Annamie Paul, Canada’s Green party leader, demands changes on how long-term care (LTC) facilities are managed to be better prepared against future hygienic crises, and to set better standards across Canada.

We need action now

LTC facilities were the areas hit hardest by the COVID-19 pandemic in Canada. This tragedy shined a light on Canada’s outdated mismanagement of LTC facilities and outraged Canadians across the country. In a recent statement, Annamie Paul mentions that although things are getting better in the midst of the pandemic, Canada should not wait for another crisis to implement crucial changes to these facilities. 

Following the lack of action from the Liberal government on this matter, Annamie Paul and the Green Party of Canada call specifically for a plan that would enhance the management of LTC facilities and move away from profit-centered practices. Their proposed plan includes the following actions:

  • Increasing and stabilising staffing in LTC homes and improving training, fair pay for workers and paid sick leave;
  • Taking the profit out of LTC facilities and reorienting long-term care towards community-based models;
  • Setting a national standard of four hours of regulated care per day for each LTC resident;
  • Ensuring safe family access to LTC facilities;
  • Invest in training and education to support ongoing professional development and specialization for LTC workers;
  • Enforcing standards of care through accountability and penalties, including criminal prosecution;
  • Shifting LTC policy towards community care, such as naturally occurring retirement communities, co-housing models, and enhanced home support programs.

Not a partisan issue

Annamie Paul states that this issue is not political, it is basic human decency to provide better care for our elders: “Can we honestly call ourselves a caring society if we are not prepared to care for those who built it? The kind of transformative investment we need right now is one that will ensure that our seniors, and those who care for them, are treated in the best possible way.”

As a society, Canada needs to be better in areas that concern its seniors. In Paul’s view, the pandemic revealed the extent to which seniors have been put to the side when discussing long-term investments and policy issues in Canada.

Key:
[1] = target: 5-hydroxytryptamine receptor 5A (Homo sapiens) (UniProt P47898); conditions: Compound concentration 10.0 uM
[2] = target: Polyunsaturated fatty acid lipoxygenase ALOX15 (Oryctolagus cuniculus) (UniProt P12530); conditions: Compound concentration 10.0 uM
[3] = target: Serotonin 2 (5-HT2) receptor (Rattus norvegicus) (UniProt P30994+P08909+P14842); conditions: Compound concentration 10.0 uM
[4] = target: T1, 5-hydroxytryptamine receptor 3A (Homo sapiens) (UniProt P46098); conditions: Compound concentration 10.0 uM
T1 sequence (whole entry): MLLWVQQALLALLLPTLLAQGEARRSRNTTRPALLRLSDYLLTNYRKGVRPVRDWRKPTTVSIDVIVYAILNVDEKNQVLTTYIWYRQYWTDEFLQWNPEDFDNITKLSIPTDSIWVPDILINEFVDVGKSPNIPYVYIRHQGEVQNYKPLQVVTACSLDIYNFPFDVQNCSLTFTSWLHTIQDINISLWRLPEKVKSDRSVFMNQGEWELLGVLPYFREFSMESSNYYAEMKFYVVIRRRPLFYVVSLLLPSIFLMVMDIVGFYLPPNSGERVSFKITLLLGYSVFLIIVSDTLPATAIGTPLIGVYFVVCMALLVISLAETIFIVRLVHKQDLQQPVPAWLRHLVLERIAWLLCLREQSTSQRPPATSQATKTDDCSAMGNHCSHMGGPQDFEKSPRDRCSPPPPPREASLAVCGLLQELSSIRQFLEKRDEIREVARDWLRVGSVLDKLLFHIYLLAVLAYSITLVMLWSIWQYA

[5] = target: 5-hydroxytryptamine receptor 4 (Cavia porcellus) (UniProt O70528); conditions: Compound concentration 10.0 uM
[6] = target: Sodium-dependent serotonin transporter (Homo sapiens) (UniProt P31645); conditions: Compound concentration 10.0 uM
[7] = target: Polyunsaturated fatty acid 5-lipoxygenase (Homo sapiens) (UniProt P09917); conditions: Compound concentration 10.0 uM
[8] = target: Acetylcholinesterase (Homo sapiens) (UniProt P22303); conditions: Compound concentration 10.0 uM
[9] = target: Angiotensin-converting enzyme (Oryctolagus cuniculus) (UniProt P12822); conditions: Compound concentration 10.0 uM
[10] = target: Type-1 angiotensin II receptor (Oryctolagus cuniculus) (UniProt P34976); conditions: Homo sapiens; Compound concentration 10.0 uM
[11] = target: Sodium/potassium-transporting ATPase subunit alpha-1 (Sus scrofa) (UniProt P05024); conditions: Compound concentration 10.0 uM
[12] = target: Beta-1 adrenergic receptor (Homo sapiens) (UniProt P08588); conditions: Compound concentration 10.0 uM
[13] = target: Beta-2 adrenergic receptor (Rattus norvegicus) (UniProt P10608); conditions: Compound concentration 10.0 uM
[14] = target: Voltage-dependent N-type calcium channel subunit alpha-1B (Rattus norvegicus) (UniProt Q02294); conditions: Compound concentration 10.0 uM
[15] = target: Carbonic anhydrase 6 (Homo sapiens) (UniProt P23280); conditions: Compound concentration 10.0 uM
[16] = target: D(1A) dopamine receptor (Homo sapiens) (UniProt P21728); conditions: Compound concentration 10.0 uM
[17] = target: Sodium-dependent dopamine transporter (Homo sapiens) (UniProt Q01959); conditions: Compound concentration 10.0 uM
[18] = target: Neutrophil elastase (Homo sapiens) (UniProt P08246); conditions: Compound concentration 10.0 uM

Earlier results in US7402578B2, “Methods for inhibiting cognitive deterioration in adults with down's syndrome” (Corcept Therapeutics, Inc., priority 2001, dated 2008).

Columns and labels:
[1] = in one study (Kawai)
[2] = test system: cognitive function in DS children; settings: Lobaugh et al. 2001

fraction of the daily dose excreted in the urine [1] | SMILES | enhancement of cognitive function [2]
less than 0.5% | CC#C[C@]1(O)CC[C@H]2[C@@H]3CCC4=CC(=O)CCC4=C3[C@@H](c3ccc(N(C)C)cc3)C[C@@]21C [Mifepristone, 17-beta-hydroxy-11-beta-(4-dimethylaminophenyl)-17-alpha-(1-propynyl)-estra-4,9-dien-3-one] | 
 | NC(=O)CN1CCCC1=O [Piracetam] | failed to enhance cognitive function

This statement is corroborated by the Canadian Institute for Health Information (CIHI). The CIHI published a study recently, presenting its findings on the conditions that LTC facilities faced during the first six months of the pandemic. In their study, they find concrete evidence that LTC facilities were disproportionately hit by the pandemic and that they received less medical care during the first wave of the pandemic than they did the years before. The CIHI study suggests that Canada needs a structural change in how it manages LTC facilities. 

Paul echoes this statement when she calls for an efficient overhaul of LTC practices: “We urgently need short- and long-term strategies that take a holistic approach to elder care in Canada. The lack of a national plan and insufficient investment in LTC in the 2021 Liberal budget, was one of the principal reasons that Greens voted against it. […]  It’s time to acknowledge that we collectively as a society have failed our most vulnerable, but moving forward we will not.”

Luis Alvarez

Luis graduated from McGill University with a B.A. in International Development and a minor in Communications. He was born in Mexico and immigrated to Canada when he was nine years old. He is passionate about the environment and about effective ways to collectively address the issue of climate change. In his free time, Luis likes to travel across Canada to hike and discover its beautiful sceneries.

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